Number the Stars
by Lois Lowry
Number the Stars Chapter 1 Summary
Why Are You Running?
- When the book begins, Annemarie and her BFF, Ellen, are on their way home from school in Copenhagen. (Bonus points if you can find that on a map.)
- They decide to run a race. Now that's some old school fun.
- Annemarie's little sister, Kirsti, is with them. The two older girls race ahead, but their run is cut short when they encounter two soldiers.
- Turns out the soldiers are Germans—Nazis. Annemarie's thoughts reveal to us, as readers, that the Germans have occupied Denmark for three years at this point.
- Quick pause for a history lesson: the Germans occupied Denmark in 1940, so that means it's now 1943. (And you thought math was useless.)
- The soldiers have a bunch of questions for the girls, and Annemarie tries to take the lead. She and Ellen are scared, but little Kirsti doesn't seem to be.
- Luckily, the soldiers think Kirsti is cute and so let the three girls continue on their way, telling them that they shouldn't race. (Whew.)
- Turns out these soldiers are all over Denmark.
- At home, Annemarie and Ellen say goodbye to each other while Kirsti heads inside. The two girls decide that they'll keep their little encounter with the soldiers a secret. But when Annemarie goes into her apartment, she realizes that Kirsti has already spilled the beans. Ah, little sisters.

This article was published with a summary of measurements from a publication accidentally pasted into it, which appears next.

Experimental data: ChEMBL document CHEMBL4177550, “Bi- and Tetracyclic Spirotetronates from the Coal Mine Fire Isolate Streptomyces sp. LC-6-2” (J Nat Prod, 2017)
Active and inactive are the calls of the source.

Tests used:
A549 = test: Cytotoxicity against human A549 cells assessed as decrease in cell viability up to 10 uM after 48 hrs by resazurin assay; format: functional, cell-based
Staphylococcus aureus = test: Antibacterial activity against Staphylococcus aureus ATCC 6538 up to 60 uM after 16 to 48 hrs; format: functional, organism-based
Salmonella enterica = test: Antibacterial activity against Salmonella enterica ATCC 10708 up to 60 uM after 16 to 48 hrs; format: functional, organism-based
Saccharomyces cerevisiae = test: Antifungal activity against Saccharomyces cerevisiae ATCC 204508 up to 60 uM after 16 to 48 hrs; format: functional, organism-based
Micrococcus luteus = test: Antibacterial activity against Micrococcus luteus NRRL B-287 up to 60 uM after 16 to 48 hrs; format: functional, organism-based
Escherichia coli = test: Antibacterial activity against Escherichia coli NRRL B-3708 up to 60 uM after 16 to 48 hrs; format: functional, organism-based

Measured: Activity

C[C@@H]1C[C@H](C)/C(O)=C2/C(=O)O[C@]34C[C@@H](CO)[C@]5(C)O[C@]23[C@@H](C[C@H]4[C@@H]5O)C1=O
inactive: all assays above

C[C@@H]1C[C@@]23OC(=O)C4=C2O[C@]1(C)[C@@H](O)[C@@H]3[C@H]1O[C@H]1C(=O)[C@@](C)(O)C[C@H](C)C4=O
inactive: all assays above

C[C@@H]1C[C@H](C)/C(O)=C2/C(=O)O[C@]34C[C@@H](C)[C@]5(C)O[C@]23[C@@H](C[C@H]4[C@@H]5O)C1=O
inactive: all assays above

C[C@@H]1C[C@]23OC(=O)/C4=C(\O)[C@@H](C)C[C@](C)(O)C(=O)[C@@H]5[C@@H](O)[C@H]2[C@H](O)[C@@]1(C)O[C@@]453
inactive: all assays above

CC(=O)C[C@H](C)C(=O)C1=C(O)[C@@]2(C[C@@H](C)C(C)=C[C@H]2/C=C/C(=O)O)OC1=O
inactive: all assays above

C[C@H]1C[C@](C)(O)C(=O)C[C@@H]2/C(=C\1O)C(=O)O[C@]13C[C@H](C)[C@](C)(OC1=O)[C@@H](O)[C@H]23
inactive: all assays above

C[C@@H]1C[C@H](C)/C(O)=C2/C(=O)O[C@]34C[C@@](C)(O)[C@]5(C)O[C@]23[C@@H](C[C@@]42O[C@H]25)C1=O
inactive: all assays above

- Ellen's mom and Annemarie's mom are both inside, and they're both really worried. The mothers talk about recent activity by Resistance workers in the area.
- And that's our cue for another history snack. Resistance was a movement of Jews and non-Jews alike to, well, resist the Nazis. They were particularly successful in Denmark during the first few years of German occupation. (Here's some more to chew on if you're interested.)
- Back to the story. Before leaving, Ellen's mom tells Annemarie that they have to be extra careful. Spooky.
- Annemarie and Kirsti's mom tells them they can have a snack, but their choices are limited because of the occupation by the soldiers. They don't have butter, sugar, or coffee. Boo.
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